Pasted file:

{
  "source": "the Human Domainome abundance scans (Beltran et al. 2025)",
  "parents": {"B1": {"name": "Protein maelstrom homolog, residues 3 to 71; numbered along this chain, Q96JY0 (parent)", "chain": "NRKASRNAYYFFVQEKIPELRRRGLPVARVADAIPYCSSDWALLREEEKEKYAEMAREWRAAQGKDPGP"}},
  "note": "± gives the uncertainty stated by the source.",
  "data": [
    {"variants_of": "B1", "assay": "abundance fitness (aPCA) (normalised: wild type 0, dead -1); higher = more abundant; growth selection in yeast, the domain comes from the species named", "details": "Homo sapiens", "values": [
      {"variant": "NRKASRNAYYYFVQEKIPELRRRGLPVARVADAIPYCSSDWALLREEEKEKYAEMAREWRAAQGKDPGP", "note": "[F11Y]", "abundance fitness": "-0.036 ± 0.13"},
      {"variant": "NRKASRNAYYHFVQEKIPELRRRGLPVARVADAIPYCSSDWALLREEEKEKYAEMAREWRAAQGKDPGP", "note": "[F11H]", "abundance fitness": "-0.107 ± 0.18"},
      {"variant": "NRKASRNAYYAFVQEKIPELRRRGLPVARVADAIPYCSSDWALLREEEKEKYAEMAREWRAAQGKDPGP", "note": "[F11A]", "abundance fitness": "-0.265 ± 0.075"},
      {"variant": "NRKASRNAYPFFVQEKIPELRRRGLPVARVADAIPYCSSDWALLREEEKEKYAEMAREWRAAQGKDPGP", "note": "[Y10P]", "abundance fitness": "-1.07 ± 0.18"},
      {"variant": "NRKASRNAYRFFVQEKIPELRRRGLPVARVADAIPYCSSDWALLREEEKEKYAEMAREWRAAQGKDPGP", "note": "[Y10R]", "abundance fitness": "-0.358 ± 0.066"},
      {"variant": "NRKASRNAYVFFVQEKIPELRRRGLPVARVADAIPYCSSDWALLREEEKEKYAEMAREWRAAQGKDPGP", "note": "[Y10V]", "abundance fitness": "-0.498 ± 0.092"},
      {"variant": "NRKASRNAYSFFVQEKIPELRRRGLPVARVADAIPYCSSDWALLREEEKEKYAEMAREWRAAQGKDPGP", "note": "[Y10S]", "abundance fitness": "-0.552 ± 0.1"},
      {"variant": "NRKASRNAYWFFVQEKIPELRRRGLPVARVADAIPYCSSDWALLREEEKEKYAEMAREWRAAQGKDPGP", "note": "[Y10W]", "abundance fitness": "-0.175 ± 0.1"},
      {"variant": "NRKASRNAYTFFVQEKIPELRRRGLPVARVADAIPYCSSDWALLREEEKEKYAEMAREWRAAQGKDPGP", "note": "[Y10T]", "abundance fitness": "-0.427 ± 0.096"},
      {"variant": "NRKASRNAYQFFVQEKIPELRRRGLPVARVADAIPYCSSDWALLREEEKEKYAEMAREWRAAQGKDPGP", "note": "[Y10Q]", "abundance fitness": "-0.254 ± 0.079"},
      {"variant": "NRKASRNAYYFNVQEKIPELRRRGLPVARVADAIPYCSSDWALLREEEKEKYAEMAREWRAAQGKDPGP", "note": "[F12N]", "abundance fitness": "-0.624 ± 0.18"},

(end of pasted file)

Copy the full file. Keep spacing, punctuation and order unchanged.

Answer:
{
  "source": "the Human Domainome abundance scans (Beltran et al. 2025)",
  "parents": {"B1": {"name": "Protein maelstrom homolog, residues 3 to 71; numbered along this chain, Q96JY0 (parent)", "chain": "NRKASRNAYYFFVQEKIPELRRRGLPVARVADAIPYCSSDWALLREEEKEKYAEMAREWRAAQGKDPGP"}},
  "note": "± gives the uncertainty stated by the source.",
  "data": [
    {"variants_of": "B1", "assay": "abundance fitness (aPCA) (normalised: wild type 0, dead -1); higher = more abundant; growth selection in yeast, the domain comes from the species named", "details": "Homo sapiens", "values": [
      {"variant": "NRKASRNAYYYFVQEKIPELRRRGLPVARVADAIPYCSSDWALLREEEKEKYAEMAREWRAAQGKDPGP", "note": "[F11Y]", "abundance fitness": "-0.036 ± 0.13"},
      {"variant": "NRKASRNAYYHFVQEKIPELRRRGLPVARVADAIPYCSSDWALLREEEKEKYAEMAREWRAAQGKDPGP", "note": "[F11H]", "abundance fitness": "-0.107 ± 0.18"},
      {"variant": "NRKASRNAYYAFVQEKIPELRRRGLPVARVADAIPYCSSDWALLREEEKEKYAEMAREWRAAQGKDPGP", "note": "[F11A]", "abundance fitness": "-0.265 ± 0.075"},
      {"variant": "NRKASRNAYPFFVQEKIPELRRRGLPVARVADAIPYCSSDWALLREEEKEKYAEMAREWRAAQGKDPGP", "note": "[Y10P]", "abundance fitness": "-1.07 ± 0.18"},
      {"variant": "NRKASRNAYRFFVQEKIPELRRRGLPVARVADAIPYCSSDWALLREEEKEKYAEMAREWRAAQGKDPGP", "note": "[Y10R]", "abundance fitness": "-0.358 ± 0.066"},
      {"variant": "NRKASRNAYVFFVQEKIPELRRRGLPVARVADAIPYCSSDWALLREEEKEKYAEMAREWRAAQGKDPGP", "note": "[Y10V]", "abundance fitness": "-0.498 ± 0.092"},
      {"variant": "NRKASRNAYSFFVQEKIPELRRRGLPVARVADAIPYCSSDWALLREEEKEKYAEMAREWRAAQGKDPGP", "note": "[Y10S]", "abundance fitness": "-0.552 ± 0.1"},
      {"variant": "NRKASRNAYWFFVQEKIPELRRRGLPVARVADAIPYCSSDWALLREEEKEKYAEMAREWRAAQGKDPGP", "note": "[Y10W]", "abundance fitness": "-0.175 ± 0.1"},
      {"variant": "NRKASRNAYTFFVQEKIPELRRRGLPVARVADAIPYCSSDWALLREEEKEKYAEMAREWRAAQGKDPGP", "note": "[Y10T]", "abundance fitness": "-0.427 ± 0.096"},
      {"variant": "NRKASRNAYQFFVQEKIPELRRRGLPVARVADAIPYCSSDWALLREEEKEKYAEMAREWRAAQGKDPGP", "note": "[Y10Q]", "abundance fitness": "-0.254 ± 0.079"},
      {"variant": "NRKASRNAYYFNVQEKIPELRRRGLPVARVADAIPYCSSDWALLREEEKEKYAEMAREWRAAQGKDPGP", "note": "[F12N]", "abundance fitness": "-0.624 ± 0.18"},